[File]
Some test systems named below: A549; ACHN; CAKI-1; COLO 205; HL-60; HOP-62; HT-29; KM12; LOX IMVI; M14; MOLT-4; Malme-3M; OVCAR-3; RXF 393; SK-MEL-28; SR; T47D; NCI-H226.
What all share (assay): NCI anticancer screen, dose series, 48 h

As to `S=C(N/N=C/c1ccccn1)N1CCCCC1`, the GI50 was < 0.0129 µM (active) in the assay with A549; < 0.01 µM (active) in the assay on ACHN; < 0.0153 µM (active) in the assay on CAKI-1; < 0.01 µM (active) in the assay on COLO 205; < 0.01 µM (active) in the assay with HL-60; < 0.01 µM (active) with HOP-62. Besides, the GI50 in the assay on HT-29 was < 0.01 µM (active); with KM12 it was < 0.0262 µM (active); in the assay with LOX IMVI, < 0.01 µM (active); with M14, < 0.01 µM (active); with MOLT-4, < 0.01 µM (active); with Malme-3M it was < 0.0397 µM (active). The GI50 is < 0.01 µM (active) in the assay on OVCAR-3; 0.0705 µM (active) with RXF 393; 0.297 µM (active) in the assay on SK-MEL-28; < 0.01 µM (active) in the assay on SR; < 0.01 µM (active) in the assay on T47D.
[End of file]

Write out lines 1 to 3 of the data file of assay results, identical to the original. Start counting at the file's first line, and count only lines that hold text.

Some test systems named below: A549; ACHN; CAKI-1; COLO 205; HL-60; HOP-62; HT-29; KM12; LOX IMVI; M14; MOLT-4; Malme-3M; OVCAR-3; RXF 393; SK-MEL-28; SR; T47D; NCI-H226.
What all share (assay): NCI anticancer screen, dose series, 48 h

As to `S=C(N/N=C/c1ccccn1)N1CCCCC1`, the GI50 was < 0.0129 µM (active) in the assay with A549; < 0.01 µM (active) in the assay on ACHN; < 0.0153 µM (active) in the assay on CAKI-1; < 0.01 µM (active) in the assay on COLO 205; < 0.01 µM (active) in the assay with HL-60; < 0.01 µM (active) with HOP-62. Besides, the GI50 in the assay on HT-29 was < 0.01 µM (active); with KM12 it was < 0.0262 µM (active); in the assay with LOX IMVI, < 0.01 µM (active); with M14, < 0.01 µM (active); with MOLT-4, < 0.01 µM (active); with Malme-3M it was < 0.0397 µM (active). The GI50 is < 0.01 µM (active) in the assay on OVCAR-3; 0.0705 µM (active) with RXF 393; 0.297 µM (active) in the assay on SK-MEL-28; < 0.01 µM (active) in the assay on SR; < 0.01 µM (active) in the assay on T47D.